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Denied Coverage For Surgery, Transgender Man Sues His Insurance Provider

Monday, August 01, 2016

A transgender man in Phoenix is suing his employer in federal court to pay for sex reassignment surgery. The costs of the procedures are substantial; insurance plans only recently began covering them.

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Uber But For Energy: Utility Surge Pricing Threatens Summer Cool

Saturday, July 16, 2016

Power companies are rushing to keep pace with the changing energy landscape. This transition is especially contentious in the desert Southwest, where energy needs are enormous during the summer.

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Arizona Tribes Wade Into The Water Business

Monday, January 18, 2016

Rain and snow from El Nino are filling reservoirs in the West. But the weather isn't ending questions about where cities will get water in years to come. One source could be Native American tribes.

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Endangered Wildlife Find A Safe Home On The Range, The Bombing Range

Friday, October 02, 2015

The U.S. military manages about 30 million acres of land that is home to some 400 threatened and endangered species. This raises a host of issues, but some environmentalists see it as an opportunity.

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In Lake Mead, Lower Water Levels Make Exploring B-29 Wreckage Easier

Sunday, July 19, 2015

The reservoir outside Las Vegas is home to the wreck of a B-29 bomber that crashed in 1948. The region's drought has lowered water levels so much that scuba divers can now explore the wreck.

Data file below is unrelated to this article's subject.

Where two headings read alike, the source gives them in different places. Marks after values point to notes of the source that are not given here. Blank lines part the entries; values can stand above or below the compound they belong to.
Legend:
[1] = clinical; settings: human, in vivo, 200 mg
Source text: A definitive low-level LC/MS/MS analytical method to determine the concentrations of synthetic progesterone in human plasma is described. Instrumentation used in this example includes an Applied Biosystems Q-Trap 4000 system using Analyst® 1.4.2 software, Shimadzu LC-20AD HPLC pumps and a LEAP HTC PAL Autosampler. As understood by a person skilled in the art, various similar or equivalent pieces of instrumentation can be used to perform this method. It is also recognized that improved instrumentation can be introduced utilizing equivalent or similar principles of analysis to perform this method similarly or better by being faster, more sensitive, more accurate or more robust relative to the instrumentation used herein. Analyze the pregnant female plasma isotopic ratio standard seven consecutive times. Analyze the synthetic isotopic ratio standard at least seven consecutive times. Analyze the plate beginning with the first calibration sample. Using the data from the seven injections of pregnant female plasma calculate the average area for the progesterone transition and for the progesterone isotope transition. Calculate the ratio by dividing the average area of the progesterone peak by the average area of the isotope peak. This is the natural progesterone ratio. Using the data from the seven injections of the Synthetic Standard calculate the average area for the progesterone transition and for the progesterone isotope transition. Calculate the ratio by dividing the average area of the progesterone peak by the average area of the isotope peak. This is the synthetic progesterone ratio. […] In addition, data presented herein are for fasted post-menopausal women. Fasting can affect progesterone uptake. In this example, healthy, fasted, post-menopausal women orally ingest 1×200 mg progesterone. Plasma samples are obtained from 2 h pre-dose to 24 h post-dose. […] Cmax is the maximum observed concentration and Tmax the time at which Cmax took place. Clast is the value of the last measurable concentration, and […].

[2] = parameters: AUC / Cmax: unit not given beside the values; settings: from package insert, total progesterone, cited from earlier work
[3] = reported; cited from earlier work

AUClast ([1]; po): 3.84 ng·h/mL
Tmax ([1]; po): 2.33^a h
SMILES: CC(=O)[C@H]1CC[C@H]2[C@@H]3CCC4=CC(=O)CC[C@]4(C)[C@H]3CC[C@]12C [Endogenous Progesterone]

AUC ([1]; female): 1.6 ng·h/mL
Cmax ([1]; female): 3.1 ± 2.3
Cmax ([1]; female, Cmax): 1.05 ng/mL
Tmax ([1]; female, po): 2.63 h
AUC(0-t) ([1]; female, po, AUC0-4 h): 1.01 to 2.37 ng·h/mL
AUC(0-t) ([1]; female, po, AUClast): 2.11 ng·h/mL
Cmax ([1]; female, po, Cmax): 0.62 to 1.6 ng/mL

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Drought Drives Demand For Groundwater, As Well-Wishers Pile Up

Friday, July 17, 2015

The drought has put a strain on farms and cities in the Southwest, but it's been a boon for one industry: As Will Stone of KJZZ reports, well-drillers are slammed with demand, especially in Arizona.

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Lake Mead's Drought Conditions Make Diving For B-29 Wreckage Easier

Thursday, July 09, 2015

The lake is home to the underwater wreckage of a B-29 bomber, which crashed on a secret mission during World War II. The drought is making it easier for scuba divers to explore the submerged ruins.

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Tesla Battery Factory Could Be A Boon For Nevada

Thursday, January 01, 2015

Tesla Motors recently chose Nevada for its massive battery factory in exchange for one of the biggest incentives packages in recent history.

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Nevada's Tesla Battery Factory Triggers Wave Of Follow-Up Business

Monday, December 29, 2014

Tesla Motors recently chose Nevada to build its factory in exchange for an incentives package. It'll be built in a rural area East of Reno with little infrastructure and years of high unemployment.

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In Nevada's Governor's Race, Hispanic Candidates Try To Woo Voters

Tuesday, October 14, 2014

The state's first Hispanic governor, Brian Sandoval, has become popular and is expected to easily win reelection. But Democrats there now have a rising star: a young Latina politician, Lucy Flores.